Religion, Marriage Markets, and Assortative Mating in the United States
David McClendon, University of Texas at Austin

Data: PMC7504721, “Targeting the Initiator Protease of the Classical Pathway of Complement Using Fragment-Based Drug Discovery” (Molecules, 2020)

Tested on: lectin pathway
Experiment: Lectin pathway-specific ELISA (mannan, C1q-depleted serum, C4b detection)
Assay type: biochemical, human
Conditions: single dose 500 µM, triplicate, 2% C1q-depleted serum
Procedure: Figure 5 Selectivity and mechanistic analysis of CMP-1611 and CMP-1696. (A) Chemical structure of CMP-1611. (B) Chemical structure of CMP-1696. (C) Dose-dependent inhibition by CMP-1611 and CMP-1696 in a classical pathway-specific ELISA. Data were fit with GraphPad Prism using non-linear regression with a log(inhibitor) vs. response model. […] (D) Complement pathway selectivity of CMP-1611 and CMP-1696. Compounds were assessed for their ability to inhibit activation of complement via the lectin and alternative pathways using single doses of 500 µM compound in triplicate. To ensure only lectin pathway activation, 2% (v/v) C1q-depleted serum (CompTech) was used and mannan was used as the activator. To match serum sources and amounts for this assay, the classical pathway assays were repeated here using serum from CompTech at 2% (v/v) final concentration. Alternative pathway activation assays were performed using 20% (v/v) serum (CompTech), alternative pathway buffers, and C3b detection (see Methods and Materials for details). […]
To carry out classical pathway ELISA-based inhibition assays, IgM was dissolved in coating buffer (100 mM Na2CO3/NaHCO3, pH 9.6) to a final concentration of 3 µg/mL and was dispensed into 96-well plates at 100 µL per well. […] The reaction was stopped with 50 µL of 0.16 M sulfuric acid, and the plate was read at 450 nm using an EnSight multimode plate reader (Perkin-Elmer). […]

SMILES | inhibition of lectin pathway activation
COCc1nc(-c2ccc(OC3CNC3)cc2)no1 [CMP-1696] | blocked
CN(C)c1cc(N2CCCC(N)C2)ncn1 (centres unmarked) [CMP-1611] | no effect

As the share of marriages that are interfaith continues to grow, religion is thought to be less important for sorting partners. However, prior studies on religious assortative mating rely on national samples of prevailing marriages, which miss how local marriage markets shape partner selection and its connection to marriage timing. I examine the impact of local religious concentration on religious assortative mating and how it varies by religious tradition and age. I estimate discrete-time competing-risk models of religious assortative mating, using individual level data from the NLSY 1997 and local characteristics from census data and other sources. Results show that local religious concentration is associated with higher odds of religious homogamy relative to non-marriage and heterogamy. While the association varies across religious traditions, it does not vary with age. The findings suggest that religion remains relevant in today’s marriage market and have implications for theories of assortative mating.